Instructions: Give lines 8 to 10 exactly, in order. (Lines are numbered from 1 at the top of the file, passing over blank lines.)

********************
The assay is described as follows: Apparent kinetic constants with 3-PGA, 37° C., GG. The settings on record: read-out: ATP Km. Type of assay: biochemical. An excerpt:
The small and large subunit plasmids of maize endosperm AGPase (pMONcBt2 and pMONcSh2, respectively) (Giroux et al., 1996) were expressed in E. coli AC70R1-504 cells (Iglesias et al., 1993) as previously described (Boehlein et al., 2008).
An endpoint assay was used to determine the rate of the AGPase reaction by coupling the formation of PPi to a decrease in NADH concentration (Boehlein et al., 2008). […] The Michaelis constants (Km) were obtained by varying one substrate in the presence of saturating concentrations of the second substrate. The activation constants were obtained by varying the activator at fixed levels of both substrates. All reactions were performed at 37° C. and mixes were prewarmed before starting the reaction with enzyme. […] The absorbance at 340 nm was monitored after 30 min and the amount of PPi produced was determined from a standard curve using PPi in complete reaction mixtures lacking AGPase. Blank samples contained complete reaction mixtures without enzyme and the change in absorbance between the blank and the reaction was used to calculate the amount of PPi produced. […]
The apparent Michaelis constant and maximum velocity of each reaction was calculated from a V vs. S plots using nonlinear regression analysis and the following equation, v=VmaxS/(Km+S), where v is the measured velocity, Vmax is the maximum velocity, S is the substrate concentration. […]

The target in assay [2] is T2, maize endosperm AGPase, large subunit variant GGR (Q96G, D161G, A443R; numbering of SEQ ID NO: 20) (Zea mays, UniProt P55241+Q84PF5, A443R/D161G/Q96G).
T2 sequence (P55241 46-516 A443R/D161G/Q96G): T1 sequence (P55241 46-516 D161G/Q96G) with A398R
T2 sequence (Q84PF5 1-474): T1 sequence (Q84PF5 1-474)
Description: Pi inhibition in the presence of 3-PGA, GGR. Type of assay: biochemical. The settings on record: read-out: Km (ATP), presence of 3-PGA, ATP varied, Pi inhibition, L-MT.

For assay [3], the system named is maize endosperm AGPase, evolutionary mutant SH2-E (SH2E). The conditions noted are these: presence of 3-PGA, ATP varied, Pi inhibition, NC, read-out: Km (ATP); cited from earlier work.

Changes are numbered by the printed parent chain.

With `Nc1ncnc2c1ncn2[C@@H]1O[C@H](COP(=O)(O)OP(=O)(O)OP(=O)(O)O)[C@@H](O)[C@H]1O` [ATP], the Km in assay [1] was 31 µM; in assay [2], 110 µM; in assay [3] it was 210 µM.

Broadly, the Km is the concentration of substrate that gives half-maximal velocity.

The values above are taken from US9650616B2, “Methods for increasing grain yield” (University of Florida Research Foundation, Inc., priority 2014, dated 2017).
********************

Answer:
Description: Pi inhibition in the presence of 3-PGA, GGR. Type of assay: biochemical. The settings on record: read-out: Km (ATP), presence of 3-PGA, ATP varied, Pi inhibition, L-MT.

For assay [3], the system named is maize endosperm AGPase, evolutionary mutant SH2-E (SH2E). The conditions noted are these: presence of 3-PGA, ATP varied, Pi inhibition, NC, read-out: Km (ATP); cited from earlier work.

Changes are numbered by the printed parent chain.